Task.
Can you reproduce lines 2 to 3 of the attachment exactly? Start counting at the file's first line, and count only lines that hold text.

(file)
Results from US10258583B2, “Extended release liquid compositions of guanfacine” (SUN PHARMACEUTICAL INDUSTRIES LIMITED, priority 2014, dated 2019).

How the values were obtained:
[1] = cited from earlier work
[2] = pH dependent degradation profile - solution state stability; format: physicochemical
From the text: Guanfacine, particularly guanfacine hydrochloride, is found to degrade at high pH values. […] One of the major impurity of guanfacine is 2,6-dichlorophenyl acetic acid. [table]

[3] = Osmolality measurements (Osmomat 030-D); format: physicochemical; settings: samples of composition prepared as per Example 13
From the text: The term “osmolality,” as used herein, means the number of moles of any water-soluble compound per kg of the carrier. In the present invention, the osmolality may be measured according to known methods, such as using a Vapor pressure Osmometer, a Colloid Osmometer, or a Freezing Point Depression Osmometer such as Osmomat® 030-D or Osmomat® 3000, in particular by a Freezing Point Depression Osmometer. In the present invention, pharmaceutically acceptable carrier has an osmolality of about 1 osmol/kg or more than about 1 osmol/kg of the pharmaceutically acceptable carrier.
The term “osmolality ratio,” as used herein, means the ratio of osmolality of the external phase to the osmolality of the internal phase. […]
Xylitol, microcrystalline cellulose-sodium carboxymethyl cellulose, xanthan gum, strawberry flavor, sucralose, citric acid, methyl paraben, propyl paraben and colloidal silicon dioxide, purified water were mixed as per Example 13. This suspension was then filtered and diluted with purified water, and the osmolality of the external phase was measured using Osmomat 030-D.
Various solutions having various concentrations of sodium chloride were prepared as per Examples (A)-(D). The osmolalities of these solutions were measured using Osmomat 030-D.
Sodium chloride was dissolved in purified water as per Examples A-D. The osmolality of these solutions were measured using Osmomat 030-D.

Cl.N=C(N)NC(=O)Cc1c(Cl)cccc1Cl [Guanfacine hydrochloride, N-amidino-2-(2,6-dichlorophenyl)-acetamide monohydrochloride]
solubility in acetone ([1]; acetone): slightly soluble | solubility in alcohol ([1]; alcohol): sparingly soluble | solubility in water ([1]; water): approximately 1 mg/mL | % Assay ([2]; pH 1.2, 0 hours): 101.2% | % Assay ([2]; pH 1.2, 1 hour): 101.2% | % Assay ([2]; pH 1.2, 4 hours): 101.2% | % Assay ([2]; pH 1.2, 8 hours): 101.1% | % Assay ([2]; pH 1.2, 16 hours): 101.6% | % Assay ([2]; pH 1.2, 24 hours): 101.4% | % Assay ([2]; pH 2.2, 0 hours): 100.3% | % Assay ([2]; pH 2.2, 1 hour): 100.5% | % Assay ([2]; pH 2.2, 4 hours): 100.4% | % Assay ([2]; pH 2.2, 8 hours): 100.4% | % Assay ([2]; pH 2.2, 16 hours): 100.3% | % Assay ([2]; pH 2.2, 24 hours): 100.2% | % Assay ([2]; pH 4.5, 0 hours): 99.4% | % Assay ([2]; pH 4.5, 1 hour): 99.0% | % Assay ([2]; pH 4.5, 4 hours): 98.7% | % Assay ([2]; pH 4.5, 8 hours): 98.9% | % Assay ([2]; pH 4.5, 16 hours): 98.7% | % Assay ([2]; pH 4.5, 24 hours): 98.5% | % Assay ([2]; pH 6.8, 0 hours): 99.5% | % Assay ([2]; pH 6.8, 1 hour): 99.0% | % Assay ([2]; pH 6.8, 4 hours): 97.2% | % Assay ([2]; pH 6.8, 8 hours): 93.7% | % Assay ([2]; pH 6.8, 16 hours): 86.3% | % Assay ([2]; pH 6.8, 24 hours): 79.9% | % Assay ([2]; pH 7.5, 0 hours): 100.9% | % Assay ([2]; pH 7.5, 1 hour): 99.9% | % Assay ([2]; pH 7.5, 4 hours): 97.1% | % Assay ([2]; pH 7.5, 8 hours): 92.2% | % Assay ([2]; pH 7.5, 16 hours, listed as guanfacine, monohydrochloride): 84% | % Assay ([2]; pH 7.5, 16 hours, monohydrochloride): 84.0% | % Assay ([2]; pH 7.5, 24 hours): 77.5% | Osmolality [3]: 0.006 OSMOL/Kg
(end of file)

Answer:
How the values were obtained:
[1] = cited from earlier work